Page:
Monday, November 18, 2013

What Are the Best Anime/Manga Franchises of All Time?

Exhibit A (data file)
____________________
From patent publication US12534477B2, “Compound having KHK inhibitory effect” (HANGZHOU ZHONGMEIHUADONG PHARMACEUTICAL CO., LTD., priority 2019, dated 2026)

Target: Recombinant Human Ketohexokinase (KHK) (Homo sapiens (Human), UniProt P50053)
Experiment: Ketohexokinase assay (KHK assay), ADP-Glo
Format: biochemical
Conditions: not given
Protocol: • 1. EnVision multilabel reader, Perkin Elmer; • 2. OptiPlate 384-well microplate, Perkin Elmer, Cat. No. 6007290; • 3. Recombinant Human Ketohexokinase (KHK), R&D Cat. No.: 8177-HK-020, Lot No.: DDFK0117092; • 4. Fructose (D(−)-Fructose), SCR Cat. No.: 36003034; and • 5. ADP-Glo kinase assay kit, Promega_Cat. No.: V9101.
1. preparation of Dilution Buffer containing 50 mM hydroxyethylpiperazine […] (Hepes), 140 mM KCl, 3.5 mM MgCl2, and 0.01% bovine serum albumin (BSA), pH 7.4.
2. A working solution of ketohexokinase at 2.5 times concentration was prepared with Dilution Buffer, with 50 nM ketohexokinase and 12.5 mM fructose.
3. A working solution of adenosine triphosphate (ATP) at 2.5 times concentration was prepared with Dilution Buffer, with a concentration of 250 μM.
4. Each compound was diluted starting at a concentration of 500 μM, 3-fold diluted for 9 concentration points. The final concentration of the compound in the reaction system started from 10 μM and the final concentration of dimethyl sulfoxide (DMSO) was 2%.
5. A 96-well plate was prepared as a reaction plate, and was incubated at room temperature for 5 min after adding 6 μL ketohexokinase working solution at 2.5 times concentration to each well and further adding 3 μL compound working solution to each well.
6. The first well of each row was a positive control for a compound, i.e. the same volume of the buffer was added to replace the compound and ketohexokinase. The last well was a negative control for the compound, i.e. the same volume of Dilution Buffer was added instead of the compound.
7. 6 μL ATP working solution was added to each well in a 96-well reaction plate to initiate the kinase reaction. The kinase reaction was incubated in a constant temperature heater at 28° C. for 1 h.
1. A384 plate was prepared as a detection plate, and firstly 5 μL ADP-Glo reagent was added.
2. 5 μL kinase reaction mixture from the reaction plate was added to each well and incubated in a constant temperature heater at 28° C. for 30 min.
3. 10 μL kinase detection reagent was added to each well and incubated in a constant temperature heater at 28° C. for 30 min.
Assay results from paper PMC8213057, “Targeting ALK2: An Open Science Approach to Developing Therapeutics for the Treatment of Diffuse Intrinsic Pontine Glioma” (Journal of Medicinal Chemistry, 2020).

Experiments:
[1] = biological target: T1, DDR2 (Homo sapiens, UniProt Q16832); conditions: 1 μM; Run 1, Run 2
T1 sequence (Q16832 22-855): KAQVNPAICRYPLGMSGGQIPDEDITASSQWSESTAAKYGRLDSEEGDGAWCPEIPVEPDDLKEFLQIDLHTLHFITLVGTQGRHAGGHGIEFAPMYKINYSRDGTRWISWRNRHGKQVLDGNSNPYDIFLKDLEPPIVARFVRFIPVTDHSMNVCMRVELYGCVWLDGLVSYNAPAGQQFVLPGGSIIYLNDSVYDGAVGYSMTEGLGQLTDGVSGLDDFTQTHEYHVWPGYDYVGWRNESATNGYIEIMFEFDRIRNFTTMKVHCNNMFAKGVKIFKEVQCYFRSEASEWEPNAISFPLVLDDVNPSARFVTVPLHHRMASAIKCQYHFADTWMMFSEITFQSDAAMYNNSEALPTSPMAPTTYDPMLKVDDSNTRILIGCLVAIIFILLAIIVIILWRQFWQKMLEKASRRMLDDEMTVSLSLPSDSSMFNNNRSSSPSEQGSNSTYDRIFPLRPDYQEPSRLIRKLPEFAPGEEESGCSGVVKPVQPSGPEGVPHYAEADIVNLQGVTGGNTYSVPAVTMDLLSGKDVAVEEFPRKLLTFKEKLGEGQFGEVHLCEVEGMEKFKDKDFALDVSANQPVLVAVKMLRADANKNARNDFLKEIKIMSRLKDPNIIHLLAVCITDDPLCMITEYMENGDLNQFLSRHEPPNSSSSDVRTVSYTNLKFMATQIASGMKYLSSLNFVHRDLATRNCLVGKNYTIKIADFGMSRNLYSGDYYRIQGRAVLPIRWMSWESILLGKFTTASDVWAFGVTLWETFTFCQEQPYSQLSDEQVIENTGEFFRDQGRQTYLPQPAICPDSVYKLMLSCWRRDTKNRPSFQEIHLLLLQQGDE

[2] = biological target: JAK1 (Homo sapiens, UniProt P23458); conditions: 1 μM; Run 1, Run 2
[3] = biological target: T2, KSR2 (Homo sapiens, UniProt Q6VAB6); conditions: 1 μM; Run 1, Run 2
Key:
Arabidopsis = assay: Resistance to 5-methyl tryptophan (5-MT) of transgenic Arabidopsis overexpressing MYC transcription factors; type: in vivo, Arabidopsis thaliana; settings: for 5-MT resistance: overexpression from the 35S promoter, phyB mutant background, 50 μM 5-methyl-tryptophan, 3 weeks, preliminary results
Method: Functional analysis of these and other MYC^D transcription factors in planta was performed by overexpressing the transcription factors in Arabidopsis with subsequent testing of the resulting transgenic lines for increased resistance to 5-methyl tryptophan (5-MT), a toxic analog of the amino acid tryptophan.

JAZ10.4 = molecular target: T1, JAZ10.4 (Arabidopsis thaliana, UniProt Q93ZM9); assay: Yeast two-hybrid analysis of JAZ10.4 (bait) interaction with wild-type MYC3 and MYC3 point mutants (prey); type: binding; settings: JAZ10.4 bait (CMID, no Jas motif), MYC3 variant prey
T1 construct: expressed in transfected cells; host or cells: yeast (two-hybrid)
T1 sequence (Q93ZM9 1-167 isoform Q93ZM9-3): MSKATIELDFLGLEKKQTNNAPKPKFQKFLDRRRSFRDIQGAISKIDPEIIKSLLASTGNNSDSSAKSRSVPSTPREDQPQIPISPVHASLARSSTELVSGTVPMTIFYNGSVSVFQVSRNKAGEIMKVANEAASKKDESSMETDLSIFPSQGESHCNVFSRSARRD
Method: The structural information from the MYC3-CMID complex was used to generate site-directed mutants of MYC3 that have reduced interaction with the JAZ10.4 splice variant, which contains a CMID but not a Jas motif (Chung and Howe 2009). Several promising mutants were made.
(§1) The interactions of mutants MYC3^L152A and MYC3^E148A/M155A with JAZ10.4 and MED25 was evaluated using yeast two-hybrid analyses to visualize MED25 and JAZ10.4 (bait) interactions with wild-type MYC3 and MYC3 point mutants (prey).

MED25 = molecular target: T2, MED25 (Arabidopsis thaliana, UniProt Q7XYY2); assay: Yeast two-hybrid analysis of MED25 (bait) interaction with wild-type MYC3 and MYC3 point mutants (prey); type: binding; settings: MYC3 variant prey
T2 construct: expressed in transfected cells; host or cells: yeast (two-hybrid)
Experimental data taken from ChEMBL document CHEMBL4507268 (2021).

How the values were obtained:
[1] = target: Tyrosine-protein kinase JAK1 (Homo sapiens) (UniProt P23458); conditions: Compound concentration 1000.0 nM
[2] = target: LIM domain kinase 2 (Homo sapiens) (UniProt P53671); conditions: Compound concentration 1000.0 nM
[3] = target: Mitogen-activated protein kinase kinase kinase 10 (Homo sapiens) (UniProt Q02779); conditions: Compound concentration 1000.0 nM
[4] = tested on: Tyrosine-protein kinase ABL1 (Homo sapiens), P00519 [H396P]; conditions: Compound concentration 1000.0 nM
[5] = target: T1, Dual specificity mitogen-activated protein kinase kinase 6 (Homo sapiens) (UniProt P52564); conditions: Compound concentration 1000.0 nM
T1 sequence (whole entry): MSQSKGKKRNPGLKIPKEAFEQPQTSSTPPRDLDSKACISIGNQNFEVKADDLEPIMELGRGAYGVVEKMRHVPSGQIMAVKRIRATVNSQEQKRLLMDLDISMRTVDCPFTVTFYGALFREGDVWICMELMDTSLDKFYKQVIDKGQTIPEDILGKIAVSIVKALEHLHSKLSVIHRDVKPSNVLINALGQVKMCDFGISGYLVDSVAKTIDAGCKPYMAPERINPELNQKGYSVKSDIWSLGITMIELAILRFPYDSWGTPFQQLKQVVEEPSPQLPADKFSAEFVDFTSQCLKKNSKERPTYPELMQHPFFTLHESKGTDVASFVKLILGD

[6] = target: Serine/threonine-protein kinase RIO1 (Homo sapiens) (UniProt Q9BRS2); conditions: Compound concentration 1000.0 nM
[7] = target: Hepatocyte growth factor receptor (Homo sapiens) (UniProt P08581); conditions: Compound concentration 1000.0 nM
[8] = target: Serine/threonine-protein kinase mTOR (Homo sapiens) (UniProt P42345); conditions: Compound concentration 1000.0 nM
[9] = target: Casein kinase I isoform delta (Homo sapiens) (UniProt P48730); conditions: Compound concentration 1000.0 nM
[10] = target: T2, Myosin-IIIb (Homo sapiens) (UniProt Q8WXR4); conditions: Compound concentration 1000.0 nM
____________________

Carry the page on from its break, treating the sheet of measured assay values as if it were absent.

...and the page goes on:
Hey, Guys, In just one more week, the live shows for "The X Factor" begin airing. This coming week the Top 12 contestants that can be voted for will be chosen, unless of course the World Series preempts this all from airing. They're hoping to air the first performance and results together on Tuesday, and then do an episode dedicated to the 12 acts going through to the voting rounds on Wednesday, because Thursday is Halloween, after all. But if not, they'll just air the episodes on Wednesday and Thursday. I'll be ending my coverage of the show this year early to focus exclusively on academics, but I do hope that a young act (preferably female) goes through. By the way, make sure y'all read "Pearls Before Swine" today. It looks like the stupid "Penguin Versus Polar Bear" storyline is over, but you'll want to especially read it today since it looks like a certain stupid, incompetent idiot predator has just come back to the strip. ("Hulllloooo, zeeba neighba.") That's right, the idiot crocs have returned in the form of stupid Larry, who's decided he's going to order some penguins who've put themselves up for adoption by a 1st-world nation. I have a feeling that those penguins aren't going to last very long... So, for today's post, I've been thinking a lot about what the best anime and manga franchises are in the entertainment industry. I have chosen franchises that have never crossed over (for all I know) with franchises that are now adult, and have only found 9 considered "icons". So I'm going to present each and every one of them to you, as far as I know them. 10. No Need for Tenchi, AKA Tenchi Muyo!: I don't really know No Need for Tenchi all that well, except I think I might have seen an episode supposedly involving the Tokyo subway (remember, most anime/manga franchises are set in Japan, where anime/manga originates) when I was young. Was there such an episode? Somebody please check this. 9. Sonic the Hedgehog: Yeah, I know, the Sonic the Hedgehog franchise involves video games, but this franchise is also an icon. Remember, I'm not really a video game person, but I still cheated here. I do think the title character is not only a hedgehog, but he's also one from another planet, making him an alien. 8. Cardcaptor Sakura (or Cardcaptors, as we call the show here): I barely remember this show, and since I'm Catholic, today I'm sure I probably wouldn't watch it. Why? Because it involves the use of something called a "lazenward", and from what I hear these are artifacts that when used supposedly act as a gateway for demons to attack and possess a person who uses such a device. So no, this is not one of my preferred anime franchises. But here's what I remember: Some teenage girl has to recover all these cards of some kind, and that's pretty much all that I remember. 7. Pretty Soldier Sailor Moon (just called "Sailor Moon" in our version): There's a reason we've never gone back to the moon since Apollo 17 in the early 1970's, and this just might be the reason. Supposedly there used to be an extraterrestrial civilization on the Moon (and yes, this is an actual conspiracy theory most UFO believers think in edition to Roswell, Area 51 and the ancient alien "hypothesis", of which I guess this could be a fictional version of) and then some "Dark Kingdom" arose and overthrew it. In the present day, a teenage girl whom the English version has named as Sabrina Tuscano (I can't spell her Japanese name correctly) discovers it's her job to prevent Earth from being taken over by the same dark entities who overthrew the Moon Kingdom. She eventually discovers she is in fact the reincarnation of the princess of that society. I do think Tuscano does turn 18 by series' end, so the show isn't another of my favorites, but there is another character I do somewhat like and don't at the same time: Sailor Mars, AKA Rhea Heinz (in the American version, although I can spell her Japanese name correctly; it's "Rei Hino"). She attends a Catholic school, and yet she's a maiden (I can't spell the Japanese name on this blog, since my computer won't let me, but it's the first 3 letters in the word "mike" followed by the letter "o" replacing the "e") at the local Shinto shrine her grandfather is the head priest of. Remember, in lots of anime shows and manga comics the "shrine maiden" is a recurring character, who is often portrayed as underage (think between 10-17 years old), very attractive, and having powers of magic. "Sailor Moon" itself helped to rebuild the "magical girl" genre of anime (which basically involves young witches) by having a team of such girls who use magic to fight darkness directly, so it should be no surprise that a shrine maiden be one of the Sailor Guardians' members. (The aforementioned "Cardcaptor Sakura" also has a shrine maiden, whose English name is Layla MacKenzie, but she's an adult, which shows that not every shrine maiden is underage. In fact, most real-world shrine maidens are now adults.) I am also especially including "Sailor Moon" on this list because as we heard earlier this year it is coming back to TV. Originally the show was going to start airing in June, but it now appears that to mark the franchise's 20th anniversary it will have to begin airing in 2 more months instead... 6. Inuyasha: A Feudal Fairy Tale: This is relatively a new anime/manga franchise, having been around since 2001. If you like ancient Japanese history, you might like this franchise. A 15-year-old girl from the present day accidentally falls through a "portal" in her family's garden when she encounters a demon-like being (the title character) and winds up in ancient Japan (hmm, shades of "Alice in Wonderland" and "The Chronicles of Narnia", you wonder). She learns that she is the reincarnation of yet a third shrine maiden (oh yeah, they're popping up all over the place aren't they) and must protect some sacred jewel of some kind. That's pretty much all I know, but it's too bad the girl ends up being 18 years old by the franchise's end (and thus legally an adult). There is no record of her having any children. 5. The Mario/Donkey Kong Universe: Once again, I have cheated here. This is another video game franchise. Originally, Donkey Kong was a villain whom Mario had to defeat. Now, of course, thankfully, the lovable gorilla is not. I did try my hand at playing Donkey Kong when I was young, but I never won it. So that's why I'm not a video game person anymore. Still, who doesn't love the lovable handyman and the equally lovable gorilla? 4. Dragon Ball: This is an anime and manga that has grown big in Japan even though the series (as far as I know) no longer airs on television. I know aliens are involved. I know that the main character's name is "Goku". And I know an American live-action movie starring Justin Chatwin aired a few years ago involving Goku as an 18-year-old. But I don't really no much about it. 3. Astro Boy: Oh, man. This is supposed to be the pioneer of all anime shows. It's about a robot who looks like a young boy and who was built by an inventor who lost his own son, whom the robot resembles, in an accident. And the robot fights crime in the future. I remember a computer-animated adaptation in 2009 appeared and was a huge hit (it starred Freddy Highmore as Astro Boy and it also featured Atlanta's own Chloe Grace Moretz, last spotted playing the title character in a creepy remake of "Carrie"), but there were many uptight people who just got sent over the edge. They claimed that the film secretly made fun of President Bush, who by then was out of office, and that it made fun of the War on Terror and promoted communism. Nonsense. Why do these conspiracy theories about family-friendly movies continue to be promoted by the far right when it's clear they ought to be using their energy somewhere else? 2. Pokemon: Yes, folks, this is the greatest of all anime/manga franchises. Although based on a video game series, it gradually expanded to manga and later anime. The story involves teenage boy Ash Ketchum (that's his name in our version), a 10-year-old who wants to be the first person to catch (though they'll eventually all be released back into the wild) the "pocket monsters" (that's what the word Pokemon is a contraction of) that are the non-sentient creatures of the alternate world the series is set in, whereas the devious machinations of the Team Rocket crime syndicate want to capture rare Pokemon species for themselves. Since its inception the franchise has lasted for many years with no end in sight. 1. Yeah, I know, I should have placed "Pokemon" right here, but I need a 10th franchise related to anime or manga for a full top 10 list. The other icons I looked at didn't really meet my qualifications, so this is a blank space for anyone who wishes to insert their own favorite manga/anime. If you prefer, you can also make any of the manga/anime I've presented go all the way up to here, but you'll need to insert a manga/anime franchise you personally like in the vacant space left behind. Of course, I'll probably find a 10th franchise I can use, but until then, just use this space as your own. So that's it with anime/manga franchises that are considered the greatest and most family-friendly ever. I'm just using it to find anime characters I'd like good images of for a proposed franchise I wouldn't mind doing. Like "Sailor Moon" it will involve a teenage shrine maiden, but this time as a main character. Like "Inuyasha", it will be set in ancient Japan. I have found an image recently of an unnamed anime shrine maiden who has no identity. She appears to be walking along this brick road, apparently into the shrine she must be a maiden at. She also appears to be singing. I've wanted long hair to be used for such a character, and she's got long hair. And I don't want her legs being visible either, and thankfully her legs aren't. Oh, and because I'm just the kind of guy, even though she's not barefoot both of her feet are completely visible in the image. And an added bonus is the fact that there are no other persons present in the image; it's just this shrine maiden whom I hope is a teenage girl. And the image is also thankfully high-quality. This is the only image of its kind I could find, so there you go. (Speaking of Japan, just to let everyone know, I wouldn't mind building a home similar to an ancient Japanese castle like Himeji, the castle that was used as the ninja training school in the James Bond movie "You Only Live Twice", and then maybe build an ancient village around it that could be used for shooting live-action adaptations of anime/manga. I also want to choose the location as somewhere near Alpine Helen, that town in north Georgia that resembles a German Alpine village, simply because of the forestry in the area being realistic enough and because I like Helen.) The anime would involve this girl being bored with being a shrine maiden, and with a desire for adventure, and then one day she intercepts a message that sends her on an epic quest that causes her to get much more than she bargained for, and it's only the beginning. So that's what I'm going to say for today's post. I've rediscovered anime and manga for the first time in my life, and ask when Atlanta's going to have a convention exclusively for anime/manga addicts again (I think they had one earlier this year in the summer, but I just want to know). I wouldn't mind dealing with Japanese comic book and animation art once more, just as I wouldn't mind doing a children's book describing what I'd want to do here (I just hope no one steals my idea and claims it as their own) that can then be turned into an anime/manga franchise (that's family friendly and I do hope Christian-friendly of course). My fictional franchise shall be the "#1" franchise I will include on this list until I can find an actual franchise I can use. So that's all I have to say right now, and I'll see each and every one of you next week.